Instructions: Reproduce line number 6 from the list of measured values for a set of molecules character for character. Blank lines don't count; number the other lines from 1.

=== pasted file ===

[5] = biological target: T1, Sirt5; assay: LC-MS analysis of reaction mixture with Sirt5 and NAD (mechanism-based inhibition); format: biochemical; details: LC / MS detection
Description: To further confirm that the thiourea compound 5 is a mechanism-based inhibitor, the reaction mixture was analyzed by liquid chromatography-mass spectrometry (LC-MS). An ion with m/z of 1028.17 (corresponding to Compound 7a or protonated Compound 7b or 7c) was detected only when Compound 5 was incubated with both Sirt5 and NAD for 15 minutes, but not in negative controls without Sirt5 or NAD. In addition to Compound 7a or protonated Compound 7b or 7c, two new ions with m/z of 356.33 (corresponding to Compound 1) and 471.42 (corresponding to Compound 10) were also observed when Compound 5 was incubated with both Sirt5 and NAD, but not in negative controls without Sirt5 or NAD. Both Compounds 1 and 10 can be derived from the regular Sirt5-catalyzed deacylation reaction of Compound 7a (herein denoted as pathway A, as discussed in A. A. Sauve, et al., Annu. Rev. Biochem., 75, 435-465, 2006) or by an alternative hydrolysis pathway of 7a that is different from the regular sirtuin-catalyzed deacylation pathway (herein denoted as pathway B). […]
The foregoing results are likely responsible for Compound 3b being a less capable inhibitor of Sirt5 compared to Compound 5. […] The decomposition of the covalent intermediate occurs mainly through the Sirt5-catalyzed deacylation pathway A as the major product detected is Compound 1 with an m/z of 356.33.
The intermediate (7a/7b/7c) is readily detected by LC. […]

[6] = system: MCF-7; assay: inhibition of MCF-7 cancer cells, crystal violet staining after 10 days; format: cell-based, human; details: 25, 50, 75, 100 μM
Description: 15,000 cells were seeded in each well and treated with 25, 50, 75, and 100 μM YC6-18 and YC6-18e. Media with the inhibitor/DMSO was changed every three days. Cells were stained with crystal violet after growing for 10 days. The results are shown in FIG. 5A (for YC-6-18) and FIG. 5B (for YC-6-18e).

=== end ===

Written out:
Description: 15,000 cells were seeded in each well and treated with 25, 50, 75, and 100 μM YC6-18 and YC6-18e. Media with the inhibitor/DMSO was changed every three days. Cells were stained with crystal violet after growing for 10 days. The results are shown in FIG. 5A (for YC-6-18) and FIG. 5B (for YC-6-18e).